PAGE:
Method NO. 4 : The polynomial argument


The polynomial argument is a very useful fact which can be used in order to prove, or justify a statement.

It bases on simple fact that non-zero polynomial of k degree, can have no more than k solutions, futhermore the difference of two polynomials of k degree can also have max of k solutions if only those polynomials weren’t identical, then they have infinite numbers of solutions.

So how to use that fact?

Let me show an example, with use of extended Newtons binominal for all real numbers defined as:

{r \choose k} = \frac{r(r-1)...(r-k+1)}{(k(k-1)...(1))} \quad r \in \mathbb{R}, k \in \mathbb{N}

We will try to prove one of it’s properties using the properties of the normal binominal and the polynomial argument.

First, the folowing equality called the rule of absoption works for all real numbers r, k \neq 0 : {r \choose k} = \frac{r}{k}{{r-1} \choose {k-1}} . We will it into other form: k{r \choose k} = r{{r-1} \choose {k-1}} \quad *

Next you can simply check the property of symmetry of the normal binominal isn’t extendable to our extended definition of the binomial: {r \choose k} \neq {r \choose {n-k}} . However symmetry stays for all positive n values, so will call this propetry using symbol **.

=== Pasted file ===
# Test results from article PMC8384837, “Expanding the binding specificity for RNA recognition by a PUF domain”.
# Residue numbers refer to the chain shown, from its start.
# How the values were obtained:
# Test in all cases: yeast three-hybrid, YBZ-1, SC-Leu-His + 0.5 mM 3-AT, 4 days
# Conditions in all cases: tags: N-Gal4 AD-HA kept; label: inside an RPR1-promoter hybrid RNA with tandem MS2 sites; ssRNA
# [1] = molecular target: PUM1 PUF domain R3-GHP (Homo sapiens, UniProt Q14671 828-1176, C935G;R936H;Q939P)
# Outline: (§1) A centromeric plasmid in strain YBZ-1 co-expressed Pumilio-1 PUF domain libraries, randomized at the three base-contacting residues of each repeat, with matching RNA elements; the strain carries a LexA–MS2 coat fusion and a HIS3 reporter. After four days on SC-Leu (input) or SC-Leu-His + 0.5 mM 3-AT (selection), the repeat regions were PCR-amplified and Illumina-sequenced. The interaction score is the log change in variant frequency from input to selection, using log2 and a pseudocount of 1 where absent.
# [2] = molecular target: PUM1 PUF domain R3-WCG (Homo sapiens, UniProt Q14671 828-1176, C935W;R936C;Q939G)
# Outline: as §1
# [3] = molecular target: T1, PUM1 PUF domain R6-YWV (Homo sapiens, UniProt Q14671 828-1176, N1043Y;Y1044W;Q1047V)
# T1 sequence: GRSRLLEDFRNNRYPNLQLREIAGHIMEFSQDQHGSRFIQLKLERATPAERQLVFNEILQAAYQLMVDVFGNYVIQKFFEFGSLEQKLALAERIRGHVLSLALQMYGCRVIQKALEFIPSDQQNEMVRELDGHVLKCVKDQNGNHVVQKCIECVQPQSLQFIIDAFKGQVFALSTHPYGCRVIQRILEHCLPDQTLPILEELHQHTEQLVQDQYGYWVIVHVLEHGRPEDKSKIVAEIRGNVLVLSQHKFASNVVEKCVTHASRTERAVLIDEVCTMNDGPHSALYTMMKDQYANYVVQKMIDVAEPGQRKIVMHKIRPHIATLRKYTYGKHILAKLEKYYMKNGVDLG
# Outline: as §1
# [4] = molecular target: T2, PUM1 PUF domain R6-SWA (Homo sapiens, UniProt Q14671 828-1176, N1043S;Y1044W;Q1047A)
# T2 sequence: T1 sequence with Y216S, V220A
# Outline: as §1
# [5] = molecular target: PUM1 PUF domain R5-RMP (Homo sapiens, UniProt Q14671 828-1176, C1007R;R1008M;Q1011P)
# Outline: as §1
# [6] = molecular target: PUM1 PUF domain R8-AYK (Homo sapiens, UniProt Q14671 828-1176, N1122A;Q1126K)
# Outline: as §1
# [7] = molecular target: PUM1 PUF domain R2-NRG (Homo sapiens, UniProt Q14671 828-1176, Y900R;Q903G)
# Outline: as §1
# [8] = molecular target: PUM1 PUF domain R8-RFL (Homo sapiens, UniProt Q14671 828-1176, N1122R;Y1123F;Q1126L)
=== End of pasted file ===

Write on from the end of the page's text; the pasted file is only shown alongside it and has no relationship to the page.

Now the proper part, we’ll prove that (r-k){r \choose k} = r{{r-1} \choose {k}} for all real numbers r


(r-k){r \choose k} =^{**} (r-k){r \choose {r-k}} =^{*} r{{r-1} \choose {r-k-1}} =^{**} r{{r-1} \choose k}

Now probably most of people would disagree, since for proving something for all real numbers I used a property which works only for the positive integers. Well they are right, the missing part is the polynominal argument: Look at the left and right part of equotation like on a polynomial of degree k+1 then using using the property of correctness of this theorem for infinite number of arguments r \in \mathbb{N} , we can tell that both of this polynomials have to be identical ■

Quite clever isn’t it?


5 Responses to “Method NO. 4 : The polynomial argument”

  1. 1 kauser

    ” like on a polynomial of degree K+1″
    why this is of degree k+1 not k .
    from r(r-1 k)

    • I know that might have look confusing at first, but if you look at the definition of {r \choose k} then you’ll notice that the degree of this polynomial with respect to r depends on k (not r-1 as one might have thought). Therefore the degree of the polynomial on both sides is k+1.

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